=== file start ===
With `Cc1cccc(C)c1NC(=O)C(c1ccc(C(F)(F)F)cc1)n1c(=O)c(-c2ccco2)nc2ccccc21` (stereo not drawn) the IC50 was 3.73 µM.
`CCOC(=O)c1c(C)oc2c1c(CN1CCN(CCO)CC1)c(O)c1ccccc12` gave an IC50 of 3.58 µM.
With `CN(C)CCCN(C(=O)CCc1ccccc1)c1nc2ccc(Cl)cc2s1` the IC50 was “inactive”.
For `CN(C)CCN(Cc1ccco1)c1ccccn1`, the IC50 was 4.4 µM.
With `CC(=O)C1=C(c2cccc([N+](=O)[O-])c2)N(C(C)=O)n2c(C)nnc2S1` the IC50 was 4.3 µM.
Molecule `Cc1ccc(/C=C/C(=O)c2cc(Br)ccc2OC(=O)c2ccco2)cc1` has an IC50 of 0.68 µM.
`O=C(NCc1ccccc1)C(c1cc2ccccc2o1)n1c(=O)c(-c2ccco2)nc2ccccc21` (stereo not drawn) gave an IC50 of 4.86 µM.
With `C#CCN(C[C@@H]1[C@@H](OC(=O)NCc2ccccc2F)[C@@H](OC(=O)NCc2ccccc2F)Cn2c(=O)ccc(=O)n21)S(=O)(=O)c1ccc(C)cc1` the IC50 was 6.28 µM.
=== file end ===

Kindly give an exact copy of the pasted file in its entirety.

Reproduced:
With `Cc1cccc(C)c1NC(=O)C(c1ccc(C(F)(F)F)cc1)n1c(=O)c(-c2ccco2)nc2ccccc21` (stereo not drawn) the IC50 was 3.73 µM.
`CCOC(=O)c1c(C)oc2c1c(CN1CCN(CCO)CC1)c(O)c1ccccc12` gave an IC50 of 3.58 µM.
With `CN(C)CCCN(C(=O)CCc1ccccc1)c1nc2ccc(Cl)cc2s1` the IC50 was “inactive”.
For `CN(C)CCN(Cc1ccco1)c1ccccn1`, the IC50 was 4.4 µM.
With `CC(=O)C1=C(c2cccc([N+](=O)[O-])c2)N(C(C)=O)n2c(C)nnc2S1` the IC50 was 4.3 µM.
Molecule `Cc1ccc(/C=C/C(=O)c2cc(Br)ccc2OC(=O)c2ccco2)cc1` has an IC50 of 0.68 µM.
`O=C(NCc1ccccc1)C(c1cc2ccccc2o1)n1c(=O)c(-c2ccco2)nc2ccccc21` (stereo not drawn) gave an IC50 of 4.86 µM.
With `C#CCN(C[C@@H]1[C@@H](OC(=O)NCc2ccccc2F)[C@@H](OC(=O)NCc2ccccc2F)Cn2c(=O)ccc(=O)n21)S(=O)(=O)c1ccc(C)cc1` the IC50 was 6.28 µM.